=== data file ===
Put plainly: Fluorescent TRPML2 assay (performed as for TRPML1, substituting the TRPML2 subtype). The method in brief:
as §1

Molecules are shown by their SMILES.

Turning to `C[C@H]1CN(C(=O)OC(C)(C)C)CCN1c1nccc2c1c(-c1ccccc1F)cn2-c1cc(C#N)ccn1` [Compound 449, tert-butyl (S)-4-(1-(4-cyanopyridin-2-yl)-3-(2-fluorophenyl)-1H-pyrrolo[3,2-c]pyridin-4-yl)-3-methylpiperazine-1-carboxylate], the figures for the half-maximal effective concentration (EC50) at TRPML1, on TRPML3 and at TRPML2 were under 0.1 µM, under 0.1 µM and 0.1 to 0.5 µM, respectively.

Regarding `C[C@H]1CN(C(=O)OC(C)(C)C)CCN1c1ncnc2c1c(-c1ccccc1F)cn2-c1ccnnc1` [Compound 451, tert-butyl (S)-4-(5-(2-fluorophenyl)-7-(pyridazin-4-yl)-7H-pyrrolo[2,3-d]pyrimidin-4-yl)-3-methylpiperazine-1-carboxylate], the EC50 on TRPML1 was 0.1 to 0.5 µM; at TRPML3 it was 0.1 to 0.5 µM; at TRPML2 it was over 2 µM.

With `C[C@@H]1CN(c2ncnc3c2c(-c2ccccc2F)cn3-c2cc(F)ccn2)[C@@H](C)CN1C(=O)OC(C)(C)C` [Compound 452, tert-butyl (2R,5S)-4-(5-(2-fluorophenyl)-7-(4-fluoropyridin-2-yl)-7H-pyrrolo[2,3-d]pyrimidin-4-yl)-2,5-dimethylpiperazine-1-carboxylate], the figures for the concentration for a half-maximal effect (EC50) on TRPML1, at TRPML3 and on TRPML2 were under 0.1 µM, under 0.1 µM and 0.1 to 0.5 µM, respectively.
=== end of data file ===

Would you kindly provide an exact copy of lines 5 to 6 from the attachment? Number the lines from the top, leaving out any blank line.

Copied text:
Regarding `C[C@H]1CN(C(=O)OC(C)(C)C)CCN1c1ncnc2c1c(-c1ccccc1F)cn2-c1ccnnc1` [Compound 451, tert-butyl (S)-4-(5-(2-fluorophenyl)-7-(pyridazin-4-yl)-7H-pyrrolo[2,3-d]pyrimidin-4-yl)-3-methylpiperazine-1-carboxylate], the EC50 on TRPML1 was 0.1 to 0.5 µM; at TRPML3 it was 0.1 to 0.5 µM; at TRPML2 it was over 2 µM.

With `C[C@@H]1CN(c2ncnc3c2c(-c2ccccc2F)cn3-c2cc(F)ccn2)[C@@H](C)CN1C(=O)OC(C)(C)C` [Compound 452, tert-butyl (2R,5S)-4-(5-(2-fluorophenyl)-7-(4-fluoropyridin-2-yl)-7H-pyrrolo[2,3-d]pyrimidin-4-yl)-2,5-dimethylpiperazine-1-carboxylate], the figures for the concentration for a half-maximal effect (EC50) on TRPML1, at TRPML3 and on TRPML2 were under 0.1 µM, under 0.1 µM and 0.1 to 0.5 µM, respectively.